Given a Problem $A$ that has an answer $true$ if and only if both conditions $1$ and $2$ are $false$, for some conditions 1 and 2.

Whether condition $2$ is $true$ can be tested with certainty in deterministic polynomial time. Thus, we can say that answer to an instance of $A$ is $false$ in polynomial time (in case condition $2$ holds). If condition $2$ is $false$, we still need to test condition $1$.

Checking if condition $1$ is $true$ is an NP-complete problem.

Can we thus conclude that the original problem $A$ with both conditions is coNP-complete?


2 Answers 2


As far as I understand your problem statement is as following:

Given a Problem $A$ that has an answer $true$ if and only if both (some) conditions 1 or 2 are $false$.

We have a decision problem $A(w) = \overline{B(w)} \wedge \overline{C(w)}$, where $B$ and $C$ correspond to the conditions 1 and 2 respectively.

Whether condition 2 is $true$ can be tested with certainty in polynomial time.

$C \in P$.

Checking if condition 1 is $true$ on $A$ is an NPComplete problem (if we consider all possible instances of $A$).

$B \in NP$ and $B$ is $NP$-hard.

(Please, correct me if I misunderstood the problem statement)

So, let's rewrite the statement using the language notation: $L_B \in NP$, $L_C \in P$, and $L_A = \overline{L}_B \cap \overline{L}_C$.

By definition $L_A \in coNP$ if $\overline{L}_A \in NP$. But $\overline{L}_A = L_B \cup L_C$ (De Morgan law). Since we are given that $L_B \in NP$ and $L_C \in P$, $L_B \cup L_C$ is in $NP$ as well. So, $L_A$ is in $coNP$.

Now, take $\overline{L_C} = \emptyset$ which is clearly is in $P$, and so is $L_C = \Sigma^*$. For any $NP$-complete language $L_B$, $L_B \cup L_C = \Sigma^*$. But $\Sigma^*$ is not $coNP$-complete.

  • $\begingroup$ Thank you. The interpretation is correct, but the condition of $B \in NP$ is stronger (as testing truth of $B$ on problem instance of $A$ is NPComplete, not just NP). Would that imply, $L_A$ is $coNPComplete$ and not just $coNP$? $\endgroup$
    – J.Doe
    Jun 24, 2017 at 19:41
  • $\begingroup$ Not always. Updated my answer. $\endgroup$
    – fade2black
    Jun 24, 2017 at 19:56
  • $\begingroup$ I understand. Since we have two conditions, if either one of them is proper subset of another then the subset condition/language becomes redundant. So, if we assume neither of 2 is proper subset of another, can we claim the problem is co-NPComplete? $\endgroup$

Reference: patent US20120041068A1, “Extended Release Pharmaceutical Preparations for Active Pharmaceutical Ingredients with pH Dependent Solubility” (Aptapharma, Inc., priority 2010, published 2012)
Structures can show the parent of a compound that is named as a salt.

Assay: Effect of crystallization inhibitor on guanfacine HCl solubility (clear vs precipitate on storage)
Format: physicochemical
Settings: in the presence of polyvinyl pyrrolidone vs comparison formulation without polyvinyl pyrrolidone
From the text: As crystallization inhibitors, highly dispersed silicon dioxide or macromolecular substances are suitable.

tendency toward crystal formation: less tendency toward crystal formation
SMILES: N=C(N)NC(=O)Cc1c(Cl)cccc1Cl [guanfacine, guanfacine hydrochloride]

– J.Doe
    Jun 24, 2017 at 20:13
  • $\begingroup$ Let $L_B$ be a $NP$-complete problem. Take a string $w$ not in $L_B$ and define $L_C=\{w\}$. Clearly $L_C \in P$, and union of $L_B \cup \{w\}$ is still $NP$-complete. If it was also $coNP$-complete, then we would have $NP = coNP$ which is unlikely (open question in fact). $\endgroup$
    – fade2black
    Jun 24, 2017 at 21:28
  • $\begingroup$ Agreed. but in original problem above, testing if condition $1$ is $true$ for $B$ is NPC (as stated). But, in the original problem, is dealing with the negation of $1$, so the language is complement of $1$ i.e. of an NPC language. So, wouldn't a complement of an NPC language be a coNPC ? $\endgroup$
    – J.Doe
    Jun 25, 2017 at 5:17

Let $C_1$ and $C_2$ be languages representing the conditions $1$ and $2$, respectively. Then, $C_1 \in \text{NP-complete}$ and $C_2 \in \text{PTIME}$, and by writing down formally what you mentioned, we get $A = \overline{C_1} \cap \overline{C_2}$.

Now you can use the following claim:

Claim: A language $L$ is NP-complete iff $\overline{L}$ is coNP-complete.

So to understand whether $A$ is coNP-complete or not, you can check whether its complement is NP-complete. In your case, $\overline{A} = C_1 \cup C_2$, and since $C_2$ can be any problem in $PTIME$, then $\overline{A}$ can be a "very simple language". I leave the details to you.

Note: the important thing here is the above claim. To understand coNP-completeness, it is sufficient to understand NP-completeness.


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